One should also bear in mind that we are trying to find the large symmetry that Gross finds indicatins of in studying high energy scattering of strings. It would be nice to be able to say something conclusive about that topic, but all we can say is that our results do not contradict those of Gross. The selection rules he finds say that in the limit amlitudes are give by polarizations (spin) in the scattering plane, i.e., the plane defined by the relative momenta. Other polarization directions do not affect the amplitudes. The constraint (34) imply that no spin is allowed for a single tensionless string, but on the other hand there is no relative momentum in this single string Hilbert space.

Finally I emphasize that we have only found restrictions on the Hilbert space, we have no explicit construction of the spectrum. The result seems to tie in nicely with the ideas of unbroken general covariance and few short-distance degrees of freedom, though.

Acknowledgements: It is a great pleasure to thank my collaborators on the various papers upon which this report is based: Jan Isberg, Anders Karlhede, Martin Roček, Bo Sundborg, Georgios Theodoridis and Rikard von Unge.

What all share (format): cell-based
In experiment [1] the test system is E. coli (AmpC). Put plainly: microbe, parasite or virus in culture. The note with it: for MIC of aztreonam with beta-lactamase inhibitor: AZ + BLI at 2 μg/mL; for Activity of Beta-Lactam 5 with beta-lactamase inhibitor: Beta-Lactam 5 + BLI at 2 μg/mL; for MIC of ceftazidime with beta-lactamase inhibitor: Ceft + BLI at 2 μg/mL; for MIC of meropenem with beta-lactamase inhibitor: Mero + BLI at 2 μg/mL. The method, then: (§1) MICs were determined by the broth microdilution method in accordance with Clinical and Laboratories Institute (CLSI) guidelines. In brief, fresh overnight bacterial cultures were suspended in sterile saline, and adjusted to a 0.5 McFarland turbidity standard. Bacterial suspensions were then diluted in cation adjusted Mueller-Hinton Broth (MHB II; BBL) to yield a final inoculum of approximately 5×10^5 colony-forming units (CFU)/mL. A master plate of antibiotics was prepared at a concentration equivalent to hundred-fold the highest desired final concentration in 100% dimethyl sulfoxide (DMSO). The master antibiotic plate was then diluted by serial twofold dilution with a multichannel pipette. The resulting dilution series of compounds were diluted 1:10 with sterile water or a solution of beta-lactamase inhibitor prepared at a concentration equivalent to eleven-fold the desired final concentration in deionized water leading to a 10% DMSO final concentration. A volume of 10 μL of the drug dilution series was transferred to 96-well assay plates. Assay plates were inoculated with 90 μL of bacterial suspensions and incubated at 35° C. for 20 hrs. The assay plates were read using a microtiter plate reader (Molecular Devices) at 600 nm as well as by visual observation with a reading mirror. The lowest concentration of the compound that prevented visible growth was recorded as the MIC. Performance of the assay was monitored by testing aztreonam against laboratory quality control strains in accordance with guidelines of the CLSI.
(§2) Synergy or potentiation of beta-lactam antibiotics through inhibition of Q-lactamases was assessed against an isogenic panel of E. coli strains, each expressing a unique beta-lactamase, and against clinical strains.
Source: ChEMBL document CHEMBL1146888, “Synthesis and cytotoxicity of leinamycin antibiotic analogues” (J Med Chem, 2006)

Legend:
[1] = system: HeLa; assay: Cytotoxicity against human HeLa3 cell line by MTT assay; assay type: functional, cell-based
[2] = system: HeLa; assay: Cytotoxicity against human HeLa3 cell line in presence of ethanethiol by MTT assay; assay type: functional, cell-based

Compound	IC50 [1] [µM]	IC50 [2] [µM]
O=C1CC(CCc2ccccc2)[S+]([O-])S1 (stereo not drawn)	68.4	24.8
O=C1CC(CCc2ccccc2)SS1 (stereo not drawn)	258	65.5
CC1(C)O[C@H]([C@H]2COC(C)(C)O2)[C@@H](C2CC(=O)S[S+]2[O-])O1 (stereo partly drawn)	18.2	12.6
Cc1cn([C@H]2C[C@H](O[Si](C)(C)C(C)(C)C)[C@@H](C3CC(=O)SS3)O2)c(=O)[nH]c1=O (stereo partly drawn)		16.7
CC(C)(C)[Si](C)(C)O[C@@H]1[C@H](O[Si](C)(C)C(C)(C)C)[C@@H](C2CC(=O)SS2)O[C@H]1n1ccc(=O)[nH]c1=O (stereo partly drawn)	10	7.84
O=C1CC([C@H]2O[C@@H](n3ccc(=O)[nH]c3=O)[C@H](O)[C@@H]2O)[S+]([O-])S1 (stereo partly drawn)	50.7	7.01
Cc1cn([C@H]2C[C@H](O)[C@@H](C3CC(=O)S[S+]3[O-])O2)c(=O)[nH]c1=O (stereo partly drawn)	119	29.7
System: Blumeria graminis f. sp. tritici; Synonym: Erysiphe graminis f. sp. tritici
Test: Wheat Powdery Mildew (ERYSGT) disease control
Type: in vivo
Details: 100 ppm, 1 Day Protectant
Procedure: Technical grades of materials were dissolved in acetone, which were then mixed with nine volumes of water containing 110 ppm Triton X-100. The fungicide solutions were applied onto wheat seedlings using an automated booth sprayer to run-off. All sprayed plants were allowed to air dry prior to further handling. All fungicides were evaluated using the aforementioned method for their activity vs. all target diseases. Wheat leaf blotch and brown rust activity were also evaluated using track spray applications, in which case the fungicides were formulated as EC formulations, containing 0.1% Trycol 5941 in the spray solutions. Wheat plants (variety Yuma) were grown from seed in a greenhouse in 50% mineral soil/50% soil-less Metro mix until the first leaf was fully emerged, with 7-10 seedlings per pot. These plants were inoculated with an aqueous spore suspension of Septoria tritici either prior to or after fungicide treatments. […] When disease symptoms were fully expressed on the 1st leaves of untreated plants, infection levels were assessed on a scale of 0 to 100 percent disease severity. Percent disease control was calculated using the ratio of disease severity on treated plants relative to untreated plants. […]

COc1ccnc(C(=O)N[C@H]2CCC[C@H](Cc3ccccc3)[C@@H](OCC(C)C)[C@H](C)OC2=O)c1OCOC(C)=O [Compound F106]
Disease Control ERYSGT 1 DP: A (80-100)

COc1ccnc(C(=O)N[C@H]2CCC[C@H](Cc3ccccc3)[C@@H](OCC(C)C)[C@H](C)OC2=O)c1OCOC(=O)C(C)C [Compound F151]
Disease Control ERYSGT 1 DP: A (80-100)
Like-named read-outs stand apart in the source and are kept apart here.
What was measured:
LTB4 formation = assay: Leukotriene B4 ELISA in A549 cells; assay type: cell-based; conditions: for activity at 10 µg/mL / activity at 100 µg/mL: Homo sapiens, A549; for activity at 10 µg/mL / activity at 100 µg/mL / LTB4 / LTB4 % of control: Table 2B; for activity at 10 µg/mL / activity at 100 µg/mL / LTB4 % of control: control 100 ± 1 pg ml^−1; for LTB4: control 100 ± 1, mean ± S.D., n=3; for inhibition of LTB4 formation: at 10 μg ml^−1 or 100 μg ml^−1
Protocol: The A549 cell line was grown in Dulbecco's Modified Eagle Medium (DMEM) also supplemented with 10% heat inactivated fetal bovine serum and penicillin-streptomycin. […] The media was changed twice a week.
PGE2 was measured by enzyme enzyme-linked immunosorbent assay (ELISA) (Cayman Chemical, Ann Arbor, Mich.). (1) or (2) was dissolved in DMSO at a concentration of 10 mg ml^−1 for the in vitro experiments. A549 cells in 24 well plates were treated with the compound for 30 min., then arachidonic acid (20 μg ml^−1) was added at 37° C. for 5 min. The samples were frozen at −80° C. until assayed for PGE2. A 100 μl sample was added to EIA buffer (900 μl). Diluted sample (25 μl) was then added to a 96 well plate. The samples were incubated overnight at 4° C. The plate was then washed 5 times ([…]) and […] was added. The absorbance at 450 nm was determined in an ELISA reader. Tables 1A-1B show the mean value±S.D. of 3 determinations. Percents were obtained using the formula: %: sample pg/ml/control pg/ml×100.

## References

- [1] D.J. Gross, Phys. Rev. Lett., 60 (1988) 1229.
- [2] A. A. Zhelthukhin, Sov. J. Nucl. Phys. 48 (1988) 375.
- [3] F.Lizzi, B. Rai, G. Sparano and A. Srivastava, Phys.Lett. B 182 (1986) 326.
- [4] J. Gamboa, C. Ramires, and M. Ruiz-Altaba, Nucl. Phys B 338 (1990) 143.
- [5] A. Barcelos-Neto and M. Ruiz-Altaba, Phys. Lett. B 228 (1989) 193.
- [6] A. Shild, Phys. Rev. D 16 (1977) 1722.
- [7] A. Karlhede and U. Lindström, Class. Quantum Grav. 3 (1986) L73.
- [8] L. Brink, P.di Vecchia and P.S. Howe, Phys. Lett., B65 (1976) 435.
- [9] S. Deser and B. Zumino, Phys. Lett. B65 (1976) 369.
- [10] P.S. Howe and R.W. Tucker, J.Math.Phys. 19 (1978) 981.
- [11] U. Lindström and M.Roček, Phys. Lett. B271 (1991) 79.
- [12] U. Lindström, B. Sundborg and G. Theodoridis, Phys. Lett. B253 (1991) 319.
- [13] U. Lindström, B. Sundborg and G. Theodoridis, Phys. Lett. B215 (1988) 555.
- [14] P. S. Howe, S. Penati, M. Pernici and P. Townsend, Phys. Lett. B258 (1991) 331.
- [15] J. Isberg, U. Lindström and B. Sundborg, Phys. Lett. B293 (1992) 321.
- [16] V. I. Ogievetsky, Lett. Nuovo Cimento 8 (1973) 988.